I love music and films and especially with horror films there’s so many things that we associate with being scared. Like how can we dig into some of those classic kind of things and then also just put my own stamp on it and have it be glaringly in the front when it needs to be and barely there when it doesn’t.
You’ve had so much experience experimenting with sounds. I’d like to know if there was any moment, perhaps maybe not on this project, but in previous composition where you were actually surprised by what you created by collaborating a specific sound with a specific image?
Yeah. I think one of the biggest things that I was proud about working on Dark Side Of The Ring, the Vice series, was the moments when they were really earnest and serious. It’s over subject matter that’s like wrestling, which I think a lot of people’s tendency would have it to just be like banging synths all the time and ’80s stuff, which there certainly is a lot of that, and I love that type of stuff, but to be able to show stories that are really serious. The pilot of Dark Side Of The Ring is the Bruiser Brody episode and his family talking about him being murdered is this unbelievably sad, heartbreaking story. To be able to try and help create the tone for that story to be told and conveyed, especially given the respect it deserves, is something that is probably one of the highlights of stuff I’ve been able to work on.
How does it affect your other projects? Does this ambience seep into that stuff or are you pretty good at keeping everything separate?
No, I think everything bleeds into each other, which is cool. It definitely gives me more ideas and things to bring over. If people listen to ‘Season of the Flood’ by Alexisonfire, after everybody left the studio one day I took all this noise that we’d made and created all these layers and drones and this kind of moody minute and a half intro to the songs, I think if you listen to that while thinking about the fact that I’ve been working on all these projects for the last few years, that intro makes a lot more sense. But aside from that, it’s exciting to go back. I’ve got new tricks, new things that I’m excited about. Because I was able to do this thing over here, it makes me excited to be able to write some straight up punk shit with Gallows. In a perfect world, everything influences everything else. And hopefully that means I just get to keep making records.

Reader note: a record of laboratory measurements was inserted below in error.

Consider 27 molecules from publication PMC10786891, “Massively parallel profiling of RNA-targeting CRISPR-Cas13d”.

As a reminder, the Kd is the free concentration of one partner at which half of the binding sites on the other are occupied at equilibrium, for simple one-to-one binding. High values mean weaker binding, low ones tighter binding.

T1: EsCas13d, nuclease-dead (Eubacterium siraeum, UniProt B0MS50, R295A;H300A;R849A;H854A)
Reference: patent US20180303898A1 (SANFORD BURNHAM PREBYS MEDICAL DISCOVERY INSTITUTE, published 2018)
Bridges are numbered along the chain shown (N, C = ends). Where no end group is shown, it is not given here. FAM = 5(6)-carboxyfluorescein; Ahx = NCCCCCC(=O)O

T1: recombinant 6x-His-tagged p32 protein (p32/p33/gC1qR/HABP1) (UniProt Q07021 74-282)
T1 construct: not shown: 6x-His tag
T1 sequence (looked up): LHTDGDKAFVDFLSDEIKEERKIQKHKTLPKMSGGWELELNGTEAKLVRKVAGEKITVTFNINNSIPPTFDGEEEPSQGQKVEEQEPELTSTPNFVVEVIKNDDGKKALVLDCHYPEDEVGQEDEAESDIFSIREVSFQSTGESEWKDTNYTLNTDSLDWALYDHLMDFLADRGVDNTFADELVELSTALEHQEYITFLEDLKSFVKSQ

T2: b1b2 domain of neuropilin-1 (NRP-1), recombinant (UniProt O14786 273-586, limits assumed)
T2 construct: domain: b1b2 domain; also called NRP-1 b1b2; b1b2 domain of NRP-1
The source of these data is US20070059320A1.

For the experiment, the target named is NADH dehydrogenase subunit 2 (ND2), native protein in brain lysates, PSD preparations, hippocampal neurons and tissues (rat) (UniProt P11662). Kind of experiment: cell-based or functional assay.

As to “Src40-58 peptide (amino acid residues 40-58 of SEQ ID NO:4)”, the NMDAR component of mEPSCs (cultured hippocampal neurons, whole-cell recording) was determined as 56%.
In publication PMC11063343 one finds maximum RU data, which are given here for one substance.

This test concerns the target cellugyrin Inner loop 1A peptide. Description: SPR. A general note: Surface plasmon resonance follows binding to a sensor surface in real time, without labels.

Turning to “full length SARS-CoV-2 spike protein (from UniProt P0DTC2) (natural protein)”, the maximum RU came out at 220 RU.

I did have this visual of you walking into the Gallows rehearsal room in the writing sessions and just being like, “I got an idea guys, no vocals whatsoever, swelling keys, a bit of orchestral…
I think on the first Gallows record, the last day I got a old Roland synth and put so much synth on everything. Like eerie, Suspiria or fucking John Carpenter shit, and then we took all of it off, but I feel like where I’m at now we might leave a little bit more of it on.
You also got your acting chops on for Random Acts of Violence…
Yeah, fuck. So stressful. Jay was really encouraging about me doing it and fuck, it stressed me out so much.
Yeah, once I got through it I was really happy with it. And I think just the longer I play music and have been able to work on films and TV shows and all this stuff I’m realizing the thing that I like about music the most, I don’t think is music. It’s about being creative with like minded people that you care about. I think that’s the dream. Aside from Alexis being a band, we’re five guys that grew up together, or we’re very close friends, I think that’s why when it works, it really works. It’s a little something more precious to us than just going through the motions. And similarly with Random Acts of Violence, it’s a labour of love between a lot of friends and hopefully that comes across in what it is. Jay has been fucking such an amazing creative influence in my career the last four years, pushing me to do this shit for film and pushing me to act in a film.
I think I definitely want to do more of it. Yeah, fuck, who knows, man. Maybe next year I’ll be a dead body in Law and Order.